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  26. I've never read WH...but I have seen the Lawrence Olivier version of the movie numerous times...
    What could be better on a cold wintry night than English angst run amok on the pages of a good old classic? Well...when I'm a bit on the stressed side...the more mindless the read...the better!!!

    Sorry it's been so windy down there...it's been quite clear and still up here...but damned cold!!!

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  27. Marjie, they'll have to plow through ten acres to find you.

    KBF, I think any worthwhile piece of writing or visual art stirs the soul, either to love or hate. Else it's not wuthering our consciousness, it's just -- nice. I will attempt to read ADITLOID.

    I will avoid, however, Angle of Repose.

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  28. Also, if a tree falls on your house and kills you, people will be so impressed when they see what yu were reading before you reached your demise.

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  29. Oh Margaret, I think you've just handed me my next post on a platter.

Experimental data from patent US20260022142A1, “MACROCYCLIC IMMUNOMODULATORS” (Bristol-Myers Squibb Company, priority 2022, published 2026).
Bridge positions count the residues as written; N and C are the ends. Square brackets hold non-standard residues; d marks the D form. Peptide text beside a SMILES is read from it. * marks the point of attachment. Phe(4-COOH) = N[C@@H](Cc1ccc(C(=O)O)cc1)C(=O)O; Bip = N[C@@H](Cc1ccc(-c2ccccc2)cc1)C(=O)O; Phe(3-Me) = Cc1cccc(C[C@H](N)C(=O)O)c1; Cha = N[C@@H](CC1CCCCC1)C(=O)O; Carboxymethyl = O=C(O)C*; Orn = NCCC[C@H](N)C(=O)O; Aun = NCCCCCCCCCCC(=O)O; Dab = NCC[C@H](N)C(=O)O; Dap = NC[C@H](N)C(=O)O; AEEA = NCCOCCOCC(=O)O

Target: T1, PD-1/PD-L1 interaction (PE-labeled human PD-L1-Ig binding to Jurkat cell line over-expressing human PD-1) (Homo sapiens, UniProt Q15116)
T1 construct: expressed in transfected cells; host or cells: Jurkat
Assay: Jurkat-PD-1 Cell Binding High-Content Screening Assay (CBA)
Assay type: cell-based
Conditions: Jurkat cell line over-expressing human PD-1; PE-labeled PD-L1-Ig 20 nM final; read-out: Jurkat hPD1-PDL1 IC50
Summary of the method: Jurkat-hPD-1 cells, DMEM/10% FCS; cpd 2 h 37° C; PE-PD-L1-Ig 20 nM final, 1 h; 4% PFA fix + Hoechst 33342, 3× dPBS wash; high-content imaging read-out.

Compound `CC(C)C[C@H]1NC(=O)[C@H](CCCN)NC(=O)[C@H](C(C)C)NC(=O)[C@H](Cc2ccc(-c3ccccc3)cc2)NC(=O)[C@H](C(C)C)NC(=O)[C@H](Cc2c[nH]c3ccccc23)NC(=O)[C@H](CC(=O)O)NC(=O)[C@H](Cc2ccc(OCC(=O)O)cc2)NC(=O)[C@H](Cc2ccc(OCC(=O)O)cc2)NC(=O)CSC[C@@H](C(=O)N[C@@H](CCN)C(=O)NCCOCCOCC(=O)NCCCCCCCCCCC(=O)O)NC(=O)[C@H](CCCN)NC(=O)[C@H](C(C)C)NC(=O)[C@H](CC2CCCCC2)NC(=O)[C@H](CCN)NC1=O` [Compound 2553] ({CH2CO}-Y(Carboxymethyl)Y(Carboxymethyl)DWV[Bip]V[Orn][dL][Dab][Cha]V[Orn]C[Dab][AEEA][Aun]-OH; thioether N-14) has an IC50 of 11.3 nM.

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  30. I like that house, but bummer to hear about the winds. I used to have a cassette tape to help me sleep that had waves on one side and howling winds outside a snowed-in cabin on the other. Not sure how I manage to sleep to the sound of wind. (Now I need complete silence.) Never read Wuthering Heights or Finnegan's Wake or many of the other classics I should have read. I doubt I'll read them now; too many other books waiting patiently in line that I know I'll enjoy. I did read Angle of Repose years ago, but if asked to tweet a book report about it I couldn't.

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  31. My favorite version of Wuthering Heights is Monty Python's semaphore translation.

    I look forward to the riff on Margaret rip post.
    Riposte?

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  32. Karin, your post and the resulting comments had me laughing so hard.
    I'm with Desiree; my fav version of WH is also the "Python translation".
    And Petrea, yes, Angle of Repose is a real snoozer. Stegner is a big deal around here. The local literary center has some of his personal belongings, his typewriter, his chair, some of his pencils, and who knows what else.